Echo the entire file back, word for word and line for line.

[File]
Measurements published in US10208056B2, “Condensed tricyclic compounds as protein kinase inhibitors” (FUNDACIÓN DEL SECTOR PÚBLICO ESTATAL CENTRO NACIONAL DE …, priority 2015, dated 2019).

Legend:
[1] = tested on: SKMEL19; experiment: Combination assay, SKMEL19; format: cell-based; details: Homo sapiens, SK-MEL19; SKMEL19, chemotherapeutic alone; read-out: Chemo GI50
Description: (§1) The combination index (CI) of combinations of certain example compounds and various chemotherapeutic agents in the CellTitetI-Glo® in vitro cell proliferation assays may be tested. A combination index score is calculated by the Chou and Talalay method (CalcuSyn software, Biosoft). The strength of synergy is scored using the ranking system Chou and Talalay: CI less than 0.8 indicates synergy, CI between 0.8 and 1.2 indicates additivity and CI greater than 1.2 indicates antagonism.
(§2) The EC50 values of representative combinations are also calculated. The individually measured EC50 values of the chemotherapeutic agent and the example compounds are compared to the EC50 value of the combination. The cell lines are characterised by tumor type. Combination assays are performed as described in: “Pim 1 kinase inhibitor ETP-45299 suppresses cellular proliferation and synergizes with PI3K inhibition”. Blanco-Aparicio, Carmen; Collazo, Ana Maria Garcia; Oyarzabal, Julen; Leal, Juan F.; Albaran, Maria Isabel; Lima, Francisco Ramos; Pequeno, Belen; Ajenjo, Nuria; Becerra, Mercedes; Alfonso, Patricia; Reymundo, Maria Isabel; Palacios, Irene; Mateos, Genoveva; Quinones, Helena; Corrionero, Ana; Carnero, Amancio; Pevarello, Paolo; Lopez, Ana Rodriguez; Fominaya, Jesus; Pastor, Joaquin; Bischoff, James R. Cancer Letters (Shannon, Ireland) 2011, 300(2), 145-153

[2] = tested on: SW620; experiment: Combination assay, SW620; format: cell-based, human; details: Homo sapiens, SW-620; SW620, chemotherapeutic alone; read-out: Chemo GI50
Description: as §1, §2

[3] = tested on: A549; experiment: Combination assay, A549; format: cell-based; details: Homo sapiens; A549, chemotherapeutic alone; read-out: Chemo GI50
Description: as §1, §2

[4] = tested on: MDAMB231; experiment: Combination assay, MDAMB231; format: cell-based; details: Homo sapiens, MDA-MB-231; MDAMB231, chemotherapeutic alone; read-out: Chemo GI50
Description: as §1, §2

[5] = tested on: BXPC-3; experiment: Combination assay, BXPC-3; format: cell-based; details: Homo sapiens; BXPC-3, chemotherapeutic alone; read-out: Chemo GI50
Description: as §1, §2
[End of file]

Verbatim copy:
Measurements published in US10208056B2, “Condensed tricyclic compounds as protein kinase inhibitors” (FUNDACIÓN DEL SECTOR PÚBLICO ESTATAL CENTRO NACIONAL DE …, priority 2015, dated 2019).

Legend:
[1] = tested on: SKMEL19; experiment: Combination assay, SKMEL19; format: cell-based; details: Homo sapiens, SK-MEL19; SKMEL19, chemotherapeutic alone; read-out: Chemo GI50
Description: (§1) The combination index (CI) of combinations of certain example compounds and various chemotherapeutic agents in the CellTitetI-Glo® in vitro cell proliferation assays may be tested. A combination index score is calculated by the Chou and Talalay method (CalcuSyn software, Biosoft). The strength of synergy is scored using the ranking system Chou and Talalay: CI less than 0.8 indicates synergy, CI between 0.8 and 1.2 indicates additivity and CI greater than 1.2 indicates antagonism.
(§2) The EC50 values of representative combinations are also calculated. The individually measured EC50 values of the chemotherapeutic agent and the example compounds are compared to the EC50 value of the combination. The cell lines are characterised by tumor type. Combination assays are performed as described in: “Pim 1 kinase inhibitor ETP-45299 suppresses cellular proliferation and synergizes with PI3K inhibition”. Blanco-Aparicio, Carmen; Collazo, Ana Maria Garcia; Oyarzabal, Julen; Leal, Juan F.; Albaran, Maria Isabel; Lima, Francisco Ramos; Pequeno, Belen; Ajenjo, Nuria; Becerra, Mercedes; Alfonso, Patricia; Reymundo, Maria Isabel; Palacios, Irene; Mateos, Genoveva; Quinones, Helena; Corrionero, Ana; Carnero, Amancio; Pevarello, Paolo; Lopez, Ana Rodriguez; Fominaya, Jesus; Pastor, Joaquin; Bischoff, James R. Cancer Letters (Shannon, Ireland) 2011, 300(2), 145-153

[2] = tested on: SW620; experiment: Combination assay, SW620; format: cell-based, human; details: Homo sapiens, SW-620; SW620, chemotherapeutic alone; read-out: Chemo GI50
Description: as §1, §2

[3] = tested on: A549; experiment: Combination assay, A549; format: cell-based; details: Homo sapiens; A549, chemotherapeutic alone; read-out: Chemo GI50
Description: as §1, §2

[4] = tested on: MDAMB231; experiment: Combination assay, MDAMB231; format: cell-based; details: Homo sapiens, MDA-MB-231; MDAMB231, chemotherapeutic alone; read-out: Chemo GI50
Description: as §1, §2

[5] = tested on: BXPC-3; experiment: Combination assay, BXPC-3; format: cell-based; details: Homo sapiens; BXPC-3, chemotherapeutic alone; read-out: Chemo GI50
Description: as §1, §2